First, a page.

Mark Kotsay’s 5 Rules of Youth Baseball


The most important thing any parent or coach can do for our kids is to instill in them a love of the sport. It’s a lesson I learned from the Oakland Athletics new bench coach, Mark Kotsay. Kotsay played 17 years in the Major Leagues and had over 1700 hits. He was the MVP of the College World Series, won an Olympic Medal,  worked in the Padres front office after he retired and is now coaching for the A’s. He’s also a dad and was one of my son’s first little league coaches. I hope he doesn’t get mad at me for writing that we weren’t very good that year. But the 6 and 7 year-old boys on that team learned the fundamentals of baseball, formed an incredible bond and loved every second of that season. As a parent, I couldn’t have asked for more. I asked Mark to share with us a few of his thoughts on youth baseball. Here are his 5 rules.

kotsay team

Mark Kotsay’s 5 Rules of Youth Baseball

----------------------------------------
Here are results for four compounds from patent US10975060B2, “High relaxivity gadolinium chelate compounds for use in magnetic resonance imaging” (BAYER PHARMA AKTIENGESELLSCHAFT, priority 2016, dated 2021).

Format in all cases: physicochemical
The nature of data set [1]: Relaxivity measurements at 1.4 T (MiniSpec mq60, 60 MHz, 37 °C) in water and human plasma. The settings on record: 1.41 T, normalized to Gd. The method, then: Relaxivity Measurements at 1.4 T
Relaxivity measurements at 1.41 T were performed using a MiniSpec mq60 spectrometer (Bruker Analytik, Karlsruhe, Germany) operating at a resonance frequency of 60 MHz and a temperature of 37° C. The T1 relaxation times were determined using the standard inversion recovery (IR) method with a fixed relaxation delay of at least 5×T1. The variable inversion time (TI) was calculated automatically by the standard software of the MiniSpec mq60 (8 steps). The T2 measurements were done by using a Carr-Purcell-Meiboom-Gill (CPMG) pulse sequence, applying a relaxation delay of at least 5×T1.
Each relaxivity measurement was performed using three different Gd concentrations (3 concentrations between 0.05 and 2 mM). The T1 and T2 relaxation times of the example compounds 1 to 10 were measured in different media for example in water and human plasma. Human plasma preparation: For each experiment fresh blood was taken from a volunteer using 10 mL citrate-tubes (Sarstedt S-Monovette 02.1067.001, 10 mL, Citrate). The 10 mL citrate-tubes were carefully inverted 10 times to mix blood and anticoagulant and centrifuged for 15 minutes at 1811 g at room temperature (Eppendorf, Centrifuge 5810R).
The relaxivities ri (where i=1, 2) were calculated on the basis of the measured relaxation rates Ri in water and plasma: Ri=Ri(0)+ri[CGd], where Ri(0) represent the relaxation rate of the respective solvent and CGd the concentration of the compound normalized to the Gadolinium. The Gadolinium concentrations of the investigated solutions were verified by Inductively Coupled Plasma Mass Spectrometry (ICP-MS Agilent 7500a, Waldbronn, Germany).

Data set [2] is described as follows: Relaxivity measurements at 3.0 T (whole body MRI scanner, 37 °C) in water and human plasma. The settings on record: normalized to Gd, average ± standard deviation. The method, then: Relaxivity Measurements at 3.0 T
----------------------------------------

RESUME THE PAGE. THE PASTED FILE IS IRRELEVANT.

1. First and foremost, baseball is the most difficult game to play in the world. The best Major League players fail 70% of the time and are in the Hall of Fame. Understand that in life if you fail at anything 70% of the time, you are not very good, but in baseball you’re one of the best.


  1. Positive reinforcement is better than negative. In a game of failure the last thing a child needs is more negative feedback and especially from the people who love them the most.


  1. While the game is playing, avoid telling kids what to do and how to do it. Development happens when children are allowed to make the mistakes and the coach or yourself, after the game, can explain to them what they did wrong and how to correct it.


  1. Two of the things we can control in baseball as coaches are a team’s attitude and effort.




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